Let’s start with a logic problem. There are two doors out of a room. When you leave the room, you aren’t allowed to re-enter. One of the doors leads to where you want to go, and one does not. In this room with you are two people: one of them always tells the truth and one of them always lies. How did you get into the Oval Office?
The reason the joke works at all is because the President has issued so many lies that he no longer retains trust with the majority of the world. He has his adherents, and they are firm, but even some of them admit that Trump and technical truth are often at odds. Among his detractors and the casually disinterested, the polling is consistent: he is viewed as a reflexive liar.
His fervent fans are typically found in two places. First, the United States, where an entire media wing has dedicated itself to convincing its viewers and listeners that Trump is what he says he is: a resounding success whose policy decisions have reaped great results throughout the country and the world. Second, oppressor nations, where the ruling cadres find a rare acceptance and support from a man whose position has often borne the legend “leader of the free world”.
President Trump opened this year’s World Economic Forum in Davos with a message of growth. He read a prepared speech about the spectacular U.S. economy and warned about buying into hype from global warming extremists. He encouraged other world leaders to look after their populaces rather than cede authority to groups with long histories of advocating for wealth redistribution and anti-free market solutions.
He’s not wrong about the global warming hype. It exists, and there are many examples which can be found of data being improperly presented as well as contradictory data being suppressed. Even as very reasonable people can present cases on man-made climate change being real and a pressing crisis, other reasonable people can point to flaws in the theory as presented. Entire books have been written on the subject, from both perspectives and by people with strong science backgrounds.
The climate extremists have chosen their representative. It is Greta Thunberg, a young woman who has not been able to successfully complete her high school science courses, but who brings to the argument enough wealth to perform high-profile acts and who is both telegenic and earnest.
Thunberg is a very poor choice for spokesperson. While she brings youth to the table, within a few years she is going to be yet another wealthy twentysomething telling people how to live. Already she is past her prime years as a child activist, teetering on the lip of being indistinguishable from tens of thousands of college freshmen.
Any reasonable choice to present the flaws in the global extremism arguments should be enough to prevent acceding to the demands of international socialists. Instead we have Donald Trump.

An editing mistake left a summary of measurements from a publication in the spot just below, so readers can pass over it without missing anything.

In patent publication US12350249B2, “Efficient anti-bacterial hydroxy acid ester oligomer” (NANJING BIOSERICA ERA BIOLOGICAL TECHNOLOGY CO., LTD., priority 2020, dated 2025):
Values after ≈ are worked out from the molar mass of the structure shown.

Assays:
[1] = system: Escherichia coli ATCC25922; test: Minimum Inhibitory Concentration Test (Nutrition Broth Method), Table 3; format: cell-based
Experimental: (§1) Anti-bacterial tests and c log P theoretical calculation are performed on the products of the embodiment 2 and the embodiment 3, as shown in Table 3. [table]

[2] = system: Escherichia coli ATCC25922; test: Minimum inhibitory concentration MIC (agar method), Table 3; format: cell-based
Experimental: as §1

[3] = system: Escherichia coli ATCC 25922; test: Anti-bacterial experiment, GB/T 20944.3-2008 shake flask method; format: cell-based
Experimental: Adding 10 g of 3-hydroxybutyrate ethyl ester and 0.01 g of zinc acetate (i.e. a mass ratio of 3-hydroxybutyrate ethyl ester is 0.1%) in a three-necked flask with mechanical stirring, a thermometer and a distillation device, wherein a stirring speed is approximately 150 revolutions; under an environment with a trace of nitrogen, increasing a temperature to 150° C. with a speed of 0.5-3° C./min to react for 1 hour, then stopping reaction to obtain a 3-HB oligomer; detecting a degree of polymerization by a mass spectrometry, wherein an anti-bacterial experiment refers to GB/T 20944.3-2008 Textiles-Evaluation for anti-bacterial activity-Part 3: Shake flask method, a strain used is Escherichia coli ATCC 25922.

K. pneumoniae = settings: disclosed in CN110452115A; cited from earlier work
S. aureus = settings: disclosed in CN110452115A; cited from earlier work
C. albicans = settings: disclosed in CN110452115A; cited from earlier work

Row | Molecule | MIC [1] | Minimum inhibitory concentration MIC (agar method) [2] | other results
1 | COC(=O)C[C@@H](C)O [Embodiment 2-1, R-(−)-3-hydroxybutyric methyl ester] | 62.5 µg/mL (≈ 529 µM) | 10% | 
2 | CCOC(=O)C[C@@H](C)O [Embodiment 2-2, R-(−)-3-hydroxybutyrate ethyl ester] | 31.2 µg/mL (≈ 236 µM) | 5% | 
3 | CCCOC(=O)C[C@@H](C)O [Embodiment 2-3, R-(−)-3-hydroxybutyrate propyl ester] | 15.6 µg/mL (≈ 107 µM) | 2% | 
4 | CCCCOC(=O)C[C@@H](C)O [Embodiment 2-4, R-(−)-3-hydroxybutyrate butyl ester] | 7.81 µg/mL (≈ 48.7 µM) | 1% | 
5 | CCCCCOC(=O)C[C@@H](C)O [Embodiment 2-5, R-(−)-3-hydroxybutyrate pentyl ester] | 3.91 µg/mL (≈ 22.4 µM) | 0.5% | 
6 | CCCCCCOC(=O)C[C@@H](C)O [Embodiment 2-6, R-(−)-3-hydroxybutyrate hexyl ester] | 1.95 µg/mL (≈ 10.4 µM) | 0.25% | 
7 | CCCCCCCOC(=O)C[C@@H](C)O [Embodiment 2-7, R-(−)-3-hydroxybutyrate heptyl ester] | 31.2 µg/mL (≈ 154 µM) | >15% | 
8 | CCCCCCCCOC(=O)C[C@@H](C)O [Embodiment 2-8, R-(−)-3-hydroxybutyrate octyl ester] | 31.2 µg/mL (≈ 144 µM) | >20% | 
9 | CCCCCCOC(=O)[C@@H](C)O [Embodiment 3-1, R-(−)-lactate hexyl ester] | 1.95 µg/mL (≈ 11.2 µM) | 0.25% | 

Trump reads speeches unconvincingly. His primary skill was that of a pitchman, not a salesman. He was able to present people things they were interested in purchasing in a way that convinced them their predilections were correct, but he was never good at getting people to buy things they didn’t already want. Even his skill as a pitchman has dwindled considerably over the past decade; comparing past video to current recordings demonstrates that.
Trump’s time at the World Economic Forum has two important audiences, and neither of them are in the United States.
The first is the attendees, a group of world leaders and business owners who have significant influence on world events. They view Trump with distrust. They are fully briefed on the true nature of the world economies and when Trump lies to them, as he did repeatedly throughout the speech, it does not engender trust on related subjects.
The second are the populations of other nations. Trump needs to do little to convince anyone in the United States of the wisdom of his actions; he’s in charge, and those actions are likely to be performed. But people in other countries are going to pressure their leaders to adopt or reject the American stance.
If Trump faces doubt from the audience at Davos, he finds outright revulsion from other nations. In a widely-reported poll, the citizens of Germany now find Trump to be more dangerous than Kim Jong-Un, Vladimir Putin, Xi Jinping and Ayatollah Khamenei combined. While the other leaders may be a long-term threat, Trump is seen as an immediate and existential threat, capable both of starting a war with a huge array of weapons at his call and of causing economic hardship for any perceived slight. Germany is far from alone in this view of Trump; he is a villain throughout the world.
It’s not because America is “winning”, it’s because he is dishonest, mercurial and has no ethical or moral grounding.
Thunberg is a poor choice of leader for the global warming activists. Trump is a toxic one for pushing back against her. His statements will do little save rally more people to her side and present the United States as rapacious despoilers of the world. It doesn’t matter what the truth may be; this is politics, and perception is everything. With his bloodless prompter recitation of American superiority, Trump is in the process of dismantling the brakes on climate activism that have been in place for twenty-five years.